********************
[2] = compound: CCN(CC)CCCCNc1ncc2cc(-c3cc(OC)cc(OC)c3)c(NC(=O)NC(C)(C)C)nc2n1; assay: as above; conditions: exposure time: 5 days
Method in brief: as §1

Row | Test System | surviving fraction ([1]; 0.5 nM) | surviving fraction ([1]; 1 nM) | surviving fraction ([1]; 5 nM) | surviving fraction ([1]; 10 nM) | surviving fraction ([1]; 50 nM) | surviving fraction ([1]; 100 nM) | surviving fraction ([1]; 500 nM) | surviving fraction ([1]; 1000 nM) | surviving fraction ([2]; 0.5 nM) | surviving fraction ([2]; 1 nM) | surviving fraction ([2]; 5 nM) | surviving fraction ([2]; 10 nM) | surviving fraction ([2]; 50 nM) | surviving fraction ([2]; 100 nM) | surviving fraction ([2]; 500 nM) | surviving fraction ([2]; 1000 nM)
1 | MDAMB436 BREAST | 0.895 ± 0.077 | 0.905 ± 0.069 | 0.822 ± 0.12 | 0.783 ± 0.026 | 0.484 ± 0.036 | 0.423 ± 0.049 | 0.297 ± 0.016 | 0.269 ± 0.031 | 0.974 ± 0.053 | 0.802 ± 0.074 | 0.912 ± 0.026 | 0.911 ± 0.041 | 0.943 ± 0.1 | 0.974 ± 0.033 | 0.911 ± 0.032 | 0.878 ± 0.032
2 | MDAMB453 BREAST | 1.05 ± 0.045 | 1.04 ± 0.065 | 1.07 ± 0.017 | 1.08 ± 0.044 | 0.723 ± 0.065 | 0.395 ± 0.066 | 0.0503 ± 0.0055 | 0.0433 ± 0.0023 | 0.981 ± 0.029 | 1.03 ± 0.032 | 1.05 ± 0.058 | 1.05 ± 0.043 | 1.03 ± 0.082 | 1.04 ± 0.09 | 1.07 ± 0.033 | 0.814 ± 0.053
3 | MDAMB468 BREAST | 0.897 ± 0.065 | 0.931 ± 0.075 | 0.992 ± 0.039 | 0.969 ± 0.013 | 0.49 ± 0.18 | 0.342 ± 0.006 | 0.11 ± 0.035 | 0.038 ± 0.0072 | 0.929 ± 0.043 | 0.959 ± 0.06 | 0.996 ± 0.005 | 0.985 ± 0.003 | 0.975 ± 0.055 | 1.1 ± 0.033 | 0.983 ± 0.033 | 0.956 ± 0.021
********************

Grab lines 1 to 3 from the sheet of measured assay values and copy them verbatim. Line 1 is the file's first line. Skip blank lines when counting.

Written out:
[2] = compound: CCN(CC)CCCCNc1ncc2cc(-c3cc(OC)cc(OC)c3)c(NC(=O)NC(C)(C)C)nc2n1; assay: as above; conditions: exposure time: 5 days
Method in brief: as §1

Row | Test System | surviving fraction ([1]; 0.5 nM) | surviving fraction ([1]; 1 nM) | surviving fraction ([1]; 5 nM) | surviving fraction ([1]; 10 nM) | surviving fraction ([1]; 50 nM) | surviving fraction ([1]; 100 nM) | surviving fraction ([1]; 500 nM) | surviving fraction ([1]; 1000 nM) | surviving fraction ([2]; 0.5 nM) | surviving fraction ([2]; 1 nM) | surviving fraction ([2]; 5 nM) | surviving fraction ([2]; 10 nM) | surviving fraction ([2]; 50 nM) | surviving fraction ([2]; 100 nM) | surviving fraction ([2]; 500 nM) | surviving fraction ([2]; 1000 nM)